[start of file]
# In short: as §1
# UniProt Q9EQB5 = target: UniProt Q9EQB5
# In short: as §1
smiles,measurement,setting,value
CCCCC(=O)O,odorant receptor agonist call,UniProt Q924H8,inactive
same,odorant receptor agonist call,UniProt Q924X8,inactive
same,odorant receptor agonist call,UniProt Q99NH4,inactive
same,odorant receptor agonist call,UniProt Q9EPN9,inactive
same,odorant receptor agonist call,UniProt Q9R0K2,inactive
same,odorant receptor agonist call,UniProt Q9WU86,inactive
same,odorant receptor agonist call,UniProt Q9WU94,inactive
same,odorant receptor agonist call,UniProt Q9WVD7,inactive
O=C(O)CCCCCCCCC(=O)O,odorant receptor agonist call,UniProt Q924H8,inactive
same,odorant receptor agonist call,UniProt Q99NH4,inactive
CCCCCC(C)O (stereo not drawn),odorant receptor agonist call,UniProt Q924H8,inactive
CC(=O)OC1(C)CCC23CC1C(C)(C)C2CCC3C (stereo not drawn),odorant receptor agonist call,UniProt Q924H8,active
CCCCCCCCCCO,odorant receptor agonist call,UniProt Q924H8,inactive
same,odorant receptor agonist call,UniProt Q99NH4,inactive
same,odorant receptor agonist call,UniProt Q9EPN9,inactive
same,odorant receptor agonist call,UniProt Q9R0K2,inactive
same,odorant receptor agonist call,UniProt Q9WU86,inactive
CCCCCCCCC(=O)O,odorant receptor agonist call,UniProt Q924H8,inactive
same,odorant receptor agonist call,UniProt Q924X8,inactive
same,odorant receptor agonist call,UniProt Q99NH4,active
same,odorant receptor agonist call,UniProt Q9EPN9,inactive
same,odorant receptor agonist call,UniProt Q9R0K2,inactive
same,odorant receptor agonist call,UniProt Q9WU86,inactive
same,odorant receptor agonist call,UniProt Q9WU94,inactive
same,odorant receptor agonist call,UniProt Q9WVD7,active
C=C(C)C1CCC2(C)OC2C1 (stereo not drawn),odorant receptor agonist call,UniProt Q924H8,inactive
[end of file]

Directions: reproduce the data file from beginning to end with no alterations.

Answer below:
# In short: as §1
# UniProt Q9EQB5 = target: UniProt Q9EQB5
# In short: as §1
smiles,measurement,setting,value
CCCCC(=O)O,odorant receptor agonist call,UniProt Q924H8,inactive
same,odorant receptor agonist call,UniProt Q924X8,inactive
same,odorant receptor agonist call,UniProt Q99NH4,inactive
same,odorant receptor agonist call,UniProt Q9EPN9,inactive
same,odorant receptor agonist call,UniProt Q9R0K2,inactive
same,odorant receptor agonist call,UniProt Q9WU86,inactive
same,odorant receptor agonist call,UniProt Q9WU94,inactive
same,odorant receptor agonist call,UniProt Q9WVD7,inactive
O=C(O)CCCCCCCCC(=O)O,odorant receptor agonist call,UniProt Q924H8,inactive
same,odorant receptor agonist call,UniProt Q99NH4,inactive
CCCCCC(C)O (stereo not drawn),odorant receptor agonist call,UniProt Q924H8,inactive
CC(=O)OC1(C)CCC23CC1C(C)(C)C2CCC3C (stereo not drawn),odorant receptor agonist call,UniProt Q924H8,active
CCCCCCCCCCO,odorant receptor agonist call,UniProt Q924H8,inactive
same,odorant receptor agonist call,UniProt Q99NH4,inactive
same,odorant receptor agonist call,UniProt Q9EPN9,inactive
same,odorant receptor agonist call,UniProt Q9R0K2,inactive
same,odorant receptor agonist call,UniProt Q9WU86,inactive
CCCCCCCCC(=O)O,odorant receptor agonist call,UniProt Q924H8,inactive
same,odorant receptor agonist call,UniProt Q924X8,inactive
same,odorant receptor agonist call,UniProt Q99NH4,active
same,odorant receptor agonist call,UniProt Q9EPN9,inactive
same,odorant receptor agonist call,UniProt Q9R0K2,inactive
same,odorant receptor agonist call,UniProt Q9WU86,inactive
same,odorant receptor agonist call,UniProt Q9WU94,inactive
same,odorant receptor agonist call,UniProt Q9WVD7,active
C=C(C)C1CCC2(C)OC2C1 (stereo not drawn),odorant receptor agonist call,UniProt Q924H8,inactive